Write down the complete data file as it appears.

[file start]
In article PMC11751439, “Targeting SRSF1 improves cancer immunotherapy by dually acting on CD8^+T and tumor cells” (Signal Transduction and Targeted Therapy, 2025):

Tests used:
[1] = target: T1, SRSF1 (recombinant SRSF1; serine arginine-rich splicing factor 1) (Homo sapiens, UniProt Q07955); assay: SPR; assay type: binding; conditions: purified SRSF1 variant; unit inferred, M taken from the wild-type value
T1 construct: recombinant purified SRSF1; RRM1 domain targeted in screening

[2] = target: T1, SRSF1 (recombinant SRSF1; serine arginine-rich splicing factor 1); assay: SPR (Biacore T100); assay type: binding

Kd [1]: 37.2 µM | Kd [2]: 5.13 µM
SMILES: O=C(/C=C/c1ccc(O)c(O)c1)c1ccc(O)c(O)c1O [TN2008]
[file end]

In article PMC11751439, “Targeting SRSF1 improves cancer immunotherapy by dually acting on CD8^+T and tumor cells” (Signal Transduction and Targeted Therapy, 2025):

Tests used:
[1] = target: T1, SRSF1 (recombinant SRSF1; serine arginine-rich splicing factor 1) (Homo sapiens, UniProt Q07955); assay: SPR; assay type: binding; conditions: purified SRSF1 variant; unit inferred, M taken from the wild-type value
T1 construct: recombinant purified SRSF1; RRM1 domain targeted in screening

[2] = target: T1, SRSF1 (recombinant SRSF1; serine arginine-rich splicing factor 1); assay: SPR (Biacore T100); assay type: binding

Kd [1]: 37.2 µM | Kd [2]: 5.13 µM
SMILES: O=C(/C=C/c1ccc(O)c(O)c1)c1ccc(O)c(O)c1O [TN2008]